EDUCATION

Silent nightmare in schools

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stablished in 1996, Namugongo Campus had the ambition of educating and accommodating the growing number of students in Uganda.

Theodorah Mary Akoth

I hope some radical parent out there learns something. Sometimes the environment is so hard to adjust and all one needs is a change, not endurance!

Naalya SSS Namugongo is a great school that has shaped several important citizens in the country and around East Africa. This is just my personal experience. Just as two people can go to the same place and walk out with different views or experiences about the same place.

I joined Naalya SSS Namugongo in 2009 for my A-level with a subject combination of PCB/A (physics, Chemistry, Biology, and Agriculture)

I arrived in the afternoon and just after I finished clearing, my parent was told to leave. The bell rang and I saw students running. I guessed that must have been the final bell for afternoon classes. I assumed since I was a new student the bell wouldn’t affect me. I was holding my bucket and blanket still wondering where my dormitory could be.

I was struck with a very terrible lash on the back, followed by a very angry voice, “why are you loitering, don’t you know it’s class time?”, He said. I had no idea who he was but guessed he was a teacher.

Amidst my tears and confusion, I said I have just arrived, I don’t know where my class is or even the dormitory to put my belongings.
He told me to take back my belongings to the clearance point and pointed out for me a class for A-level students. I was walking back, he yelled.” You can’t run or you need another beating.” I ran in tears, put my belongings down, and ran back in the direction he pointed.

I entered the first class I saw and it happened to be the wrong one but I needed shelter at least until I figure things out. That was my first day and it was the least of my worries.

Luckily enough, I met one of my childhood friends Mary Gimbo, who helped around. She briefed me on how things are run and gave me a quick tour. She told me, “here they beat you and you explain later. You can be beaten by anyone, even the perfect, cook, matron, etc. When you are here you have to be very fast in everything you do.”

As A-level students, we studied most of the day. Classes could begin between 5 to 6 am depending on the teacher. In the evenings as other students break off, A-level classes continue till 6 pm which was supper time. Sometimes, another class would start at 7:30 pm during evening preps. So, it’s upon you to make time to read.

I felt I was mentally overwhelmed, things were too fast for me. I wasn’t sleeping enough and you can’t seem to find when to sleep. My anxiety levels shot up. All I had in my head was don’t have yourself beaten up.

I missed meals for almost two weeks. And this probably would continue, had it not been for the little girl who would help me and give me some food. It took me three weeks to fully settle in.

I wouldn’t call myself a dull student, but I just couldn’t concentrate, my grades never got up and yet I loved every subject in my combination.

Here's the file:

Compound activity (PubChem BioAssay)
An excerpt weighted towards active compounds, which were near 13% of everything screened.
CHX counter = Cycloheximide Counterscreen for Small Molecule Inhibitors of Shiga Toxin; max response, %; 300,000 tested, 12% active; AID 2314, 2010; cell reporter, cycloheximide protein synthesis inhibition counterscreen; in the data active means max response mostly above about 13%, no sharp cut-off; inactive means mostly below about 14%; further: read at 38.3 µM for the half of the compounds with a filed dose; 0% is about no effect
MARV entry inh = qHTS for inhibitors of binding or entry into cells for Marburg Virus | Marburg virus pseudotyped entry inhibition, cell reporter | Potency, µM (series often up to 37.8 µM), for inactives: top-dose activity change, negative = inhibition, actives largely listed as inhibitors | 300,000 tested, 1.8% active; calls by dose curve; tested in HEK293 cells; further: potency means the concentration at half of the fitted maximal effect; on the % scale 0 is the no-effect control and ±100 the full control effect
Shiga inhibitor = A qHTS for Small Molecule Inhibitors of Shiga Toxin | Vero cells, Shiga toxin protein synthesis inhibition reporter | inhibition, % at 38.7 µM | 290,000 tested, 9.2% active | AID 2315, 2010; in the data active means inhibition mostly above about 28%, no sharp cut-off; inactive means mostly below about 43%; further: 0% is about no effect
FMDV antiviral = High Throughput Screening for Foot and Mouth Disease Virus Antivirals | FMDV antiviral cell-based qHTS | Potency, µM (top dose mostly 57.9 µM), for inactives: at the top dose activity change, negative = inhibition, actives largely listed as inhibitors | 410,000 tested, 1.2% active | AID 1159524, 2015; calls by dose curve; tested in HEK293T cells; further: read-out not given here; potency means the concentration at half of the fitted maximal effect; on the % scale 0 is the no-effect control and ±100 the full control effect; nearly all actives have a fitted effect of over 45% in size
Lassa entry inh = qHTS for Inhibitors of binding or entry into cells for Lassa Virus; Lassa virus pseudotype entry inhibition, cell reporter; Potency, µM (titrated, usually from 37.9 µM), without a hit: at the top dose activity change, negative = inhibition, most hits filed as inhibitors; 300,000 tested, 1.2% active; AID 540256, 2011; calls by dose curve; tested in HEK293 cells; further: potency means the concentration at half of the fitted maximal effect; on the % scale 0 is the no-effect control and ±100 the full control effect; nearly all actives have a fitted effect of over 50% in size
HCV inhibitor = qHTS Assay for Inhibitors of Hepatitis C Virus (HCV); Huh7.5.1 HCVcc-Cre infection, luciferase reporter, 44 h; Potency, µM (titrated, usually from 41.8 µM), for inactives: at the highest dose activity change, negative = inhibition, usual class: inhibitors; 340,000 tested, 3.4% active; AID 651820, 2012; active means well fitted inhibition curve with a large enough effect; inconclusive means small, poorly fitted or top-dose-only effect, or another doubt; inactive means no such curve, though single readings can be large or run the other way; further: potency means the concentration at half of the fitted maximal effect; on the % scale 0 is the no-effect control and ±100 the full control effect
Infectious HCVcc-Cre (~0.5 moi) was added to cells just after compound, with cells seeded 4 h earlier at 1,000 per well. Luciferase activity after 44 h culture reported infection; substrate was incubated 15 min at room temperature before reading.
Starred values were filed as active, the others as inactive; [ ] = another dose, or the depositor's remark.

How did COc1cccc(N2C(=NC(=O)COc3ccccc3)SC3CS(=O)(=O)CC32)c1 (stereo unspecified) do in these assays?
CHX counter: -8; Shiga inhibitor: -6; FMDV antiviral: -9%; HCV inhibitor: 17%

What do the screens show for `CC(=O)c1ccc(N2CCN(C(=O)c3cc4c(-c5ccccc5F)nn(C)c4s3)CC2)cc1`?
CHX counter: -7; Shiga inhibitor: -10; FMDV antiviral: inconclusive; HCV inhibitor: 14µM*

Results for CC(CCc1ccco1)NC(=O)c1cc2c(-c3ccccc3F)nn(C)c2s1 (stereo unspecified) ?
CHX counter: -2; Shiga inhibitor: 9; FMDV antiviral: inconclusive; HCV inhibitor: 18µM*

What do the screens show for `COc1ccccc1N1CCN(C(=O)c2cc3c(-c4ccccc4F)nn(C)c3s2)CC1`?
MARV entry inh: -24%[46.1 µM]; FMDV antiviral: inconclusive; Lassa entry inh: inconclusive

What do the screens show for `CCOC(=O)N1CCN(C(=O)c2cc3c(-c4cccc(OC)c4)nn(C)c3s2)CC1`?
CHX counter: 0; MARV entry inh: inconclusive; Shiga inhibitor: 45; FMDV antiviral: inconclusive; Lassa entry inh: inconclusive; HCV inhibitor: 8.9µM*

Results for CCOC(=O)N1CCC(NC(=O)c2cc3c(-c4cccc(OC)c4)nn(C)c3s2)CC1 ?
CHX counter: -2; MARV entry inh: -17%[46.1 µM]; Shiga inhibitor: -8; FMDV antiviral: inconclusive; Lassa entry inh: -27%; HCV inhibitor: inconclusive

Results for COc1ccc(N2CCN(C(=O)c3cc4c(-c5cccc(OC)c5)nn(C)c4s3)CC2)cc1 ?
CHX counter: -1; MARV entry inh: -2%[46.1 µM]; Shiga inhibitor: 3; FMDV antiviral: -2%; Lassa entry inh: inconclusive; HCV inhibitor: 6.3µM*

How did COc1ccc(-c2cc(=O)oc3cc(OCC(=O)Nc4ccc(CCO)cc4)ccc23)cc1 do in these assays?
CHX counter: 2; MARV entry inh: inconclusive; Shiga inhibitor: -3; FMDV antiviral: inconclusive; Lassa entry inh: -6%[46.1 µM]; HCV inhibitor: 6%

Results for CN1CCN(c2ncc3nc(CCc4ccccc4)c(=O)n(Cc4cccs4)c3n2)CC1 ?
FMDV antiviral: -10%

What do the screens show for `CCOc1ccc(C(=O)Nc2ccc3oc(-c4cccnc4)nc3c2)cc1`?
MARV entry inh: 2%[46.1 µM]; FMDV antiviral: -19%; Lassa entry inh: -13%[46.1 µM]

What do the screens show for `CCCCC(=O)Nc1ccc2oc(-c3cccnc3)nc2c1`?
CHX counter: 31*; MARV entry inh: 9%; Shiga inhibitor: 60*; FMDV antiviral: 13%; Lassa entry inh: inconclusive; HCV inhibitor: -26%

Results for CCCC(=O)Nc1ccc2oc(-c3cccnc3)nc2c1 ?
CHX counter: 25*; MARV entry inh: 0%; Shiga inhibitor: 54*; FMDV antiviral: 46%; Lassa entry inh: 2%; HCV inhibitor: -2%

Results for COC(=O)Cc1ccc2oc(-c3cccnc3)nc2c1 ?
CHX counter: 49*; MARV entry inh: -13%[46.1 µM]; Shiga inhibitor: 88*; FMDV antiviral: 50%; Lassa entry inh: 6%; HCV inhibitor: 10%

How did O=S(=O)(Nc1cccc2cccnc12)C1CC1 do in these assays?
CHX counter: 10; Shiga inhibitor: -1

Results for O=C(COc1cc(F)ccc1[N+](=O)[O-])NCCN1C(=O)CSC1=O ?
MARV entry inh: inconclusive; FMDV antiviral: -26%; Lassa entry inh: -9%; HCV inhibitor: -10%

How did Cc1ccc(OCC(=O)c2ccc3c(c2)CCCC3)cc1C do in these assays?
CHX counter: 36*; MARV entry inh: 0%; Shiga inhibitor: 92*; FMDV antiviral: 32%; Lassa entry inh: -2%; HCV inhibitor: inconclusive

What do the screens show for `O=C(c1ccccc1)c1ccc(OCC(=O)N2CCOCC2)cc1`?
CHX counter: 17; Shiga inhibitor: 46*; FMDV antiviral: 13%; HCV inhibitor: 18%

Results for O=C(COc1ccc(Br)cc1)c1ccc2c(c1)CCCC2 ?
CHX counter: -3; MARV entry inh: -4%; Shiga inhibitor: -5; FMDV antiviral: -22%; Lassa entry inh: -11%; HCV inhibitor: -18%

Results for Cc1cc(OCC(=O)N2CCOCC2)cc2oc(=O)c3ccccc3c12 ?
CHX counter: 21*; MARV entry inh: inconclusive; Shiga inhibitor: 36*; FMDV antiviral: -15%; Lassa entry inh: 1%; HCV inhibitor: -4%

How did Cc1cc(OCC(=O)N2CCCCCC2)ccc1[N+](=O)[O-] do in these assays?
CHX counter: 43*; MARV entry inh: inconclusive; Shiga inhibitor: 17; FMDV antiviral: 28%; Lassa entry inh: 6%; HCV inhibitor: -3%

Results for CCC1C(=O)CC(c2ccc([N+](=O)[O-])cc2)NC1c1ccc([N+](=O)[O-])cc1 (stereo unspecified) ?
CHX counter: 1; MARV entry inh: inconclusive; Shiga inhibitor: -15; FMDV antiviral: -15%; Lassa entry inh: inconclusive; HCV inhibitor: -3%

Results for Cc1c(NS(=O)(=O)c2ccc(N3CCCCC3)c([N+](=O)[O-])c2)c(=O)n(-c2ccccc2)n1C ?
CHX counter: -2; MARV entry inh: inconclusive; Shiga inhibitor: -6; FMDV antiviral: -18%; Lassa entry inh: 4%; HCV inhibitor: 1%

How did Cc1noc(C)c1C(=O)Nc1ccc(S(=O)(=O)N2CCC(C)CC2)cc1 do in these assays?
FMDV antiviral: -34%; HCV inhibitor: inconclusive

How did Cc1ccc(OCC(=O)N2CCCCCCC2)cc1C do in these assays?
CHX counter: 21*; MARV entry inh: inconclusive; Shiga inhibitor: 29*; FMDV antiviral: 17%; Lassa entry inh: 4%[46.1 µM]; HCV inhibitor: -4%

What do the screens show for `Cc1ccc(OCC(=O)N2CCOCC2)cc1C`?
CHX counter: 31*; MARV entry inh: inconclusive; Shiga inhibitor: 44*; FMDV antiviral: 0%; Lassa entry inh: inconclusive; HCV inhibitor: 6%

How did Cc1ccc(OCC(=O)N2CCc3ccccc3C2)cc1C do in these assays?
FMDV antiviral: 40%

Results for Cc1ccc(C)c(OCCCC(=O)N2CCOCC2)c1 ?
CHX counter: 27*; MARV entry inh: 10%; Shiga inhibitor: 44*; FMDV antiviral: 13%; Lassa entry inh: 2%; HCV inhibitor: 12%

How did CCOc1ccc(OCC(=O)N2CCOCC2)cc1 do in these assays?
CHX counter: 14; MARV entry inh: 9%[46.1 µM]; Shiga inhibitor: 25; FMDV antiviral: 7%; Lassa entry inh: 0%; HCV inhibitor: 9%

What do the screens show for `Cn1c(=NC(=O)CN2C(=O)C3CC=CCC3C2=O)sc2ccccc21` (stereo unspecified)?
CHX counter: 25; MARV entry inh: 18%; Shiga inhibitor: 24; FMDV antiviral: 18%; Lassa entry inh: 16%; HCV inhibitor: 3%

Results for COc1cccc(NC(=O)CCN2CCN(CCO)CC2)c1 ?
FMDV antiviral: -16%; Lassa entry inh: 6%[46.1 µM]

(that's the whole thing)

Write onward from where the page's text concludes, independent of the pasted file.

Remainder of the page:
I even tried to get help from other students, instead, they started pitting me for not making the grades. Some offered free help to explain to me the simple things that I was finding so hard to grasp.

The last time, which perhaps was my defining moment was one morning during assembly time. That day one of the school administrators was addressing the students. I had such a stubborn friend, she was always giggling or whispering. As she was at it again, I told her, “please stop! You will get us both in trouble.” Just as I finished my statement, he saw me speak and walked to me. He gave me a slap that left me dizzy and momentarily confused. It made such a sound that left the whole assembly ground silent. He then dragged me by the collar and made me kneel in front of the entire school.

My already fragile confidence, went flying, I had never felt so humiliated as I did. I have never been a troublemaker in my entire life. I am not one of those chicky students.
That slap left my face swollen for the rest of the day and the marks remained for a week. And by the way, it left a lasting impact and I occasionally have trouble using that eye.
That was the first and last term I ever set foot in the school again!

To me, a school is a place where we are shaped for the future, not a dungeon for torture or a place you dread. Parents or parents to be, students are difficult humans to deal with but it’s good to listen to them and also sometimes poor performance is not that your child is dull. There could be underlying causes at school.

To the teachers out there, you do great, and I know you go through a lot when doing your job. But beating the hell out of children or threatening them will not earn you the respect you deserve. Be a teacher every student would be delighted to meet many years after school, not one who re-ignites bad memories.

When last did you listen to your child objectively concerning experiences at school? How much background check do you do about a school before sending your child there? Some of the low self-esteem issues people face have their roots. Sometimes, the way they are treated at school is one of them. Let’s all pay more attention.

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